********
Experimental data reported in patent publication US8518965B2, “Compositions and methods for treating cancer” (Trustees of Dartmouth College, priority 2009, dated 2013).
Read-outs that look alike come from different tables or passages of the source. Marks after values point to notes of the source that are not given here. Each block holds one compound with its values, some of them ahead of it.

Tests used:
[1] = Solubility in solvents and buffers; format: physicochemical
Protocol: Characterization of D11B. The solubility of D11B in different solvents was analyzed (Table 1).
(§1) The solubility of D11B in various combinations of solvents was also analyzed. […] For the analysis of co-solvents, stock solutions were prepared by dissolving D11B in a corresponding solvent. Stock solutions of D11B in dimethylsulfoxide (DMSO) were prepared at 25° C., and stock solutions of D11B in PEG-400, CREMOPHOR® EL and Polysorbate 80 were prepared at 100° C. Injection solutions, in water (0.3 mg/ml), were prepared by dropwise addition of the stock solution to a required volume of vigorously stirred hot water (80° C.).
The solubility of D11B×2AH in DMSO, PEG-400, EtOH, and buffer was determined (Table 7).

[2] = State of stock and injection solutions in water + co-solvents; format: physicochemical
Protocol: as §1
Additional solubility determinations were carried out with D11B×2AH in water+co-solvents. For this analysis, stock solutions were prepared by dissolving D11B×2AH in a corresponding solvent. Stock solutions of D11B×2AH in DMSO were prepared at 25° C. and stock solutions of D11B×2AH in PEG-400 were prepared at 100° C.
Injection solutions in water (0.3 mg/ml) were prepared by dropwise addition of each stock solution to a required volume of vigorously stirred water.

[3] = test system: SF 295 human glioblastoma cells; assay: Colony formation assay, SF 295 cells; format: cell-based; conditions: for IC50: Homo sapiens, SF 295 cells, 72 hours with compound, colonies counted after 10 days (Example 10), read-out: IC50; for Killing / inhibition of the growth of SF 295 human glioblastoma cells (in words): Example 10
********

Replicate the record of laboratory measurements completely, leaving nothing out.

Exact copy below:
Experimental data reported in patent publication US8518965B2, “Compositions and methods for treating cancer” (Trustees of Dartmouth College, priority 2009, dated 2013).
Read-outs that look alike come from different tables or passages of the source. Marks after values point to notes of the source that are not given here. Each block holds one compound with its values, some of them ahead of it.

Tests used:
[1] = Solubility in solvents and buffers; format: physicochemical
Protocol: Characterization of D11B. The solubility of D11B in different solvents was analyzed (Table 1).
(§1) The solubility of D11B in various combinations of solvents was also analyzed. […] For the analysis of co-solvents, stock solutions were prepared by dissolving D11B in a corresponding solvent. Stock solutions of D11B in dimethylsulfoxide (DMSO) were prepared at 25° C., and stock solutions of D11B in PEG-400, CREMOPHOR® EL and Polysorbate 80 were prepared at 100° C. Injection solutions, in water (0.3 mg/ml), were prepared by dropwise addition of the stock solution to a required volume of vigorously stirred hot water (80° C.).
The solubility of D11B×2AH in DMSO, PEG-400, EtOH, and buffer was determined (Table 7).

[2] = State of stock and injection solutions in water + co-solvents; format: physicochemical
Protocol: as §1
Additional solubility determinations were carried out with D11B×2AH in water+co-solvents. For this analysis, stock solutions were prepared by dissolving D11B×2AH in a corresponding solvent. Stock solutions of D11B×2AH in DMSO were prepared at 25° C. and stock solutions of D11B×2AH in PEG-400 were prepared at 100° C.
Injection solutions in water (0.3 mg/ml) were prepared by dropwise addition of each stock solution to a required volume of vigorously stirred water.

[3] = test system: SF 295 human glioblastoma cells; assay: Colony formation assay, SF 295 cells; format: cell-based; conditions: for IC50: Homo sapiens, SF 295 cells, 72 hours with compound, colonies counted after 10 days (Example 10), read-out: IC50; for Killing / inhibition of the growth of SF 295 human glioblastoma cells (in words): Example 10